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Re: File Triggers (was Re: Proposal (and yes, I'm willing to do stuff!): Must Use More Macros)

On Sat, 6 Jun 2009, Adam Williamson wrote:

On Sat, 2009-06-06 at 15:47 +0300, Panu Matilainen wrote:
On Sat, 6 Jun 2009, Panu Matilainen wrote:

I'm glad to see I'm not the only one who replies to himself :)

Heh :)

Also for ultimate power the file triggers need to be in headers so that all
triggers are ready for action before the transaction starts, to avoid
unnecessary dependencies and ordering issues. And then you'll need semantics
for upgrade of a package containing file triggers - you probably dont want
the trigger from both the already installed package and the upgraded package
to run.

If Fedora is willing to play a guinea pig here, I'm game.

FWIW (as the idea grew from mine) I'm not ra-ra for triggers - I'd
rather get it right slowly, as you suggest. But I guess it has to get
tested _somewhere_...

Yup. And I think being able to test in a real distro would expose all the strange cases I haven't even thought of yet much faster than just trying to puzzle it all together on paper.

Of course there are transition issues... packages relying on file-trigger
behavior wouldn't install correctly on older rpm's not providing the
functionality. This would affect pretty much any mock builds, including
Koji builders... so either the use of file-triggers should be limited to
things that aren't strictly required so this doesn't really matter (most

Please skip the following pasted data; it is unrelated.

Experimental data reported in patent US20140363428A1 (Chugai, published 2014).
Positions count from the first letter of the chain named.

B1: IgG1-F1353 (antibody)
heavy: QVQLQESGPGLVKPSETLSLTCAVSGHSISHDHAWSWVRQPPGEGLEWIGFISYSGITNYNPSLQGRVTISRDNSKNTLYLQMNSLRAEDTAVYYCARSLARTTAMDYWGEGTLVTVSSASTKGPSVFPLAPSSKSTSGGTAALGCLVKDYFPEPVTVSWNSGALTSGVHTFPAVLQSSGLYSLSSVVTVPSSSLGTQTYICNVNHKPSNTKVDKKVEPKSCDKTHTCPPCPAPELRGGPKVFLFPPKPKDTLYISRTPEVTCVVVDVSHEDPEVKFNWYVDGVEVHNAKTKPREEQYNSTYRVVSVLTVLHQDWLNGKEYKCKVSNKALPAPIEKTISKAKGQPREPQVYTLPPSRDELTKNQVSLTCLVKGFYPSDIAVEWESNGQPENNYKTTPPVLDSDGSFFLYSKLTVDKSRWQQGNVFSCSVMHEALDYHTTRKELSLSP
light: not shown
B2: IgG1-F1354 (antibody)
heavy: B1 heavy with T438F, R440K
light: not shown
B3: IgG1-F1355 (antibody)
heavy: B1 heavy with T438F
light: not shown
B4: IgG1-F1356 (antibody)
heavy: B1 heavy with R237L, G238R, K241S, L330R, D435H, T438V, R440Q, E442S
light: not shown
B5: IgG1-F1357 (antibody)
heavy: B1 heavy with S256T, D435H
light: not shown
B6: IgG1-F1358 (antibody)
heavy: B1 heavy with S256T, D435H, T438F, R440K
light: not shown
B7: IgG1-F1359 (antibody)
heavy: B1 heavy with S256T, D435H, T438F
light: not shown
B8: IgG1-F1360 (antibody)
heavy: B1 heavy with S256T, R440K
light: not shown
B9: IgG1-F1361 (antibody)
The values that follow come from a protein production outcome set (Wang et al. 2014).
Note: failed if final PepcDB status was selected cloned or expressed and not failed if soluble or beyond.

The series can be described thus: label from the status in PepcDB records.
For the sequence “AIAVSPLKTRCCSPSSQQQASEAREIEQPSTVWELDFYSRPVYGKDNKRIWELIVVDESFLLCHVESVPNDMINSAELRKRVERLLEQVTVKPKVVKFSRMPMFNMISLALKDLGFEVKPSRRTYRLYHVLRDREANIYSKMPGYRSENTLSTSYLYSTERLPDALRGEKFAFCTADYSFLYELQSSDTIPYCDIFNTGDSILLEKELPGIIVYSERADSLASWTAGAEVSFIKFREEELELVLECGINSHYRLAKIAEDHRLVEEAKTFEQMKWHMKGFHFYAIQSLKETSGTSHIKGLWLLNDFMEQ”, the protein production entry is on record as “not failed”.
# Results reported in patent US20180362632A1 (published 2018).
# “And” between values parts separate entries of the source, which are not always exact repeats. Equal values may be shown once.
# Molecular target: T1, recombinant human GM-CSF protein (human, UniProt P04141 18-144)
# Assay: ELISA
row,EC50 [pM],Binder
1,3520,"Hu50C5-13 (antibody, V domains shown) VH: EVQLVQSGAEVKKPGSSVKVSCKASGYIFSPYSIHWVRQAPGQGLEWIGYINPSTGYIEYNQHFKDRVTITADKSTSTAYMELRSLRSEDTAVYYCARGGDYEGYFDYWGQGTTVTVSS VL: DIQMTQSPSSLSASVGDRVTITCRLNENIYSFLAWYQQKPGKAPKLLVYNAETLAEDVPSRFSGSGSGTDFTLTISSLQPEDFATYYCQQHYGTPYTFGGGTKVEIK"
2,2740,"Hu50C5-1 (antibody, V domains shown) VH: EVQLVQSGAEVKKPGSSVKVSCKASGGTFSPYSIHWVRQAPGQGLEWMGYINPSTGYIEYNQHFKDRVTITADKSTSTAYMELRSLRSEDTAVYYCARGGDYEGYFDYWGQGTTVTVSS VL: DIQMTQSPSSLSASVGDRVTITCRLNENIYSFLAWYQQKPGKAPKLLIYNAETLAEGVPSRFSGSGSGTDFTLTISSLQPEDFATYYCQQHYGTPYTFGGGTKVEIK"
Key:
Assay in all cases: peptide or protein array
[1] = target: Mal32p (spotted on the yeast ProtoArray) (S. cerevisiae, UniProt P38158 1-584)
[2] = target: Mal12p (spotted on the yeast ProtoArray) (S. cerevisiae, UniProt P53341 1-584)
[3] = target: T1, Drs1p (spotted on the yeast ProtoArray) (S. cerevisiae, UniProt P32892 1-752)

of the cache updating stuff etc falls to this category luckily) and/or the
file trigger stuff is run-time conditionalized in specs, eg

if [ -z "$RPM_HAVE_FILETRIGGERS" ]; then

...so initially we'd have *more* junk in specs.

Yeah, MDV had that problem with file triggers. For 18 months we had to
keep "if you're an old version run these macros" junk in the specs. But
that's never going to _not_ be the case (unless we introduce the code
for triggers, then wait a year or two before using it. Or longer, in the
case of packages that are dual purpose for RHEL / EPEL, I guess.)

Btw your initial suggestion of collecting the common stuff into macros and converting packages to use them would be useful on several ways:
a) Finding out the things that *are* common among lots of packages. While
   numerous cases are well and widely known already, I suspect there might
   be some that are only specific groups know about (possibly eg java
   related packages, I dunno).
b) Making the usages of the common patterns easy to spot by grepping.
c) The transition period cruft can be hidden inside the common macros
   without polluting every spec with it.

	- Panu -

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